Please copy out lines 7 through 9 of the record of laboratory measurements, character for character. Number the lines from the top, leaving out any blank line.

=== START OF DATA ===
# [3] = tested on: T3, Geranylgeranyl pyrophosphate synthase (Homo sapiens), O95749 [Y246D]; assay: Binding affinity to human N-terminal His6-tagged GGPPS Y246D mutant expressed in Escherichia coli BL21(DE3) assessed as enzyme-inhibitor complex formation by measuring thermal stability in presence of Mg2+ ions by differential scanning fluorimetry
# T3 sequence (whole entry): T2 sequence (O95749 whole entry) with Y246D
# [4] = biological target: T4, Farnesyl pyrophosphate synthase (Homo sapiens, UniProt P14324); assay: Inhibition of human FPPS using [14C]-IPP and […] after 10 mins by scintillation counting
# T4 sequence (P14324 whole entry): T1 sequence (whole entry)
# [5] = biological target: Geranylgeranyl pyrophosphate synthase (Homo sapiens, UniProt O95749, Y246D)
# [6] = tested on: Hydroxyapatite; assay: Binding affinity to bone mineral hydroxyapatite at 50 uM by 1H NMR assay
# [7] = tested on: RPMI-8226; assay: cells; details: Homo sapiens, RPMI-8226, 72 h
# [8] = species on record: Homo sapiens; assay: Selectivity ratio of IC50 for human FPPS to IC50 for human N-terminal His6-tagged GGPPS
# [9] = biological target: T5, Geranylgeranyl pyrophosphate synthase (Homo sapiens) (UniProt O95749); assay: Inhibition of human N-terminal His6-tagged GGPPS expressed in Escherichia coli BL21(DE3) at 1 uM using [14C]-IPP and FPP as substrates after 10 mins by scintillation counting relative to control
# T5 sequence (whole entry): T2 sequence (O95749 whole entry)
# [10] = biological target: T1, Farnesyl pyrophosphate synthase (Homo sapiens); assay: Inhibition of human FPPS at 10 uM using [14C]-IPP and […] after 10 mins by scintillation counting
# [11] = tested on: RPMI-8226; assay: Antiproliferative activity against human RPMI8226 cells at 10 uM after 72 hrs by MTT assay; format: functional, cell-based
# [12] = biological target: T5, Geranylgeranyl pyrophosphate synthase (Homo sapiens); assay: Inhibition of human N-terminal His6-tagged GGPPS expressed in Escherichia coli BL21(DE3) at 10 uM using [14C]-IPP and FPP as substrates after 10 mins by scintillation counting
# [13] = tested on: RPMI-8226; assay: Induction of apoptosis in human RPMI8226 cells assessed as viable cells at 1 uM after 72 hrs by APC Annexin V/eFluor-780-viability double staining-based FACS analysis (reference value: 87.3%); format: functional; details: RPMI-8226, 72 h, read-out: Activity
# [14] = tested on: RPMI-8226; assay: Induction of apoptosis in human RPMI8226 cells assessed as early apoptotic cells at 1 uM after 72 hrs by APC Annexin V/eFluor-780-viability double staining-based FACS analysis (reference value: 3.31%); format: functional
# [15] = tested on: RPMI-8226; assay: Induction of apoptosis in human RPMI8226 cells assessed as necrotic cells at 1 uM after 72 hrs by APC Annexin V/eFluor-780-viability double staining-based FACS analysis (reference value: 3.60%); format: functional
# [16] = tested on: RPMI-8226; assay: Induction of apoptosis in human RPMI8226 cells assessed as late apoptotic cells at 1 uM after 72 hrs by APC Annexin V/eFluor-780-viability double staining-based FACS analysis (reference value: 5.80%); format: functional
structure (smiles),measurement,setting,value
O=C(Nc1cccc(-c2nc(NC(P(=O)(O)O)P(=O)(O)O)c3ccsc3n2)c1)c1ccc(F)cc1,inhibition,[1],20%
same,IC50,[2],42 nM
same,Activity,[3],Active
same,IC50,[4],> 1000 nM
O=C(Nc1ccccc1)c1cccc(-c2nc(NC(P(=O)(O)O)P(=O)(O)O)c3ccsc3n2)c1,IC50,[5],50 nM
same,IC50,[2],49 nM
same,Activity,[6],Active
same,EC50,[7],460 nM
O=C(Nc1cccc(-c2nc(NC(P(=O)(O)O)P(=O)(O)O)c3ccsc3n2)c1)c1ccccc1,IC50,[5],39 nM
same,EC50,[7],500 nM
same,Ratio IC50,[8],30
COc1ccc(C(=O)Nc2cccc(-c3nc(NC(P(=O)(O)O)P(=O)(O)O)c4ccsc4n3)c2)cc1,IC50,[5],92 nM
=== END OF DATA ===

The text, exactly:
# [7] = tested on: RPMI-8226; assay: cells; details: Homo sapiens, RPMI-8226, 72 h
# [8] = species on record: Homo sapiens; assay: Selectivity ratio of IC50 for human FPPS to IC50 for human N-terminal His6-tagged GGPPS
# [9] = biological target: T5, Geranylgeranyl pyrophosphate synthase (Homo sapiens) (UniProt O95749); assay: Inhibition of human N-terminal His6-tagged GGPPS expressed in Escherichia coli BL21(DE3) at 1 uM using [14C]-IPP and FPP as substrates after 10 mins by scintillation counting relative to control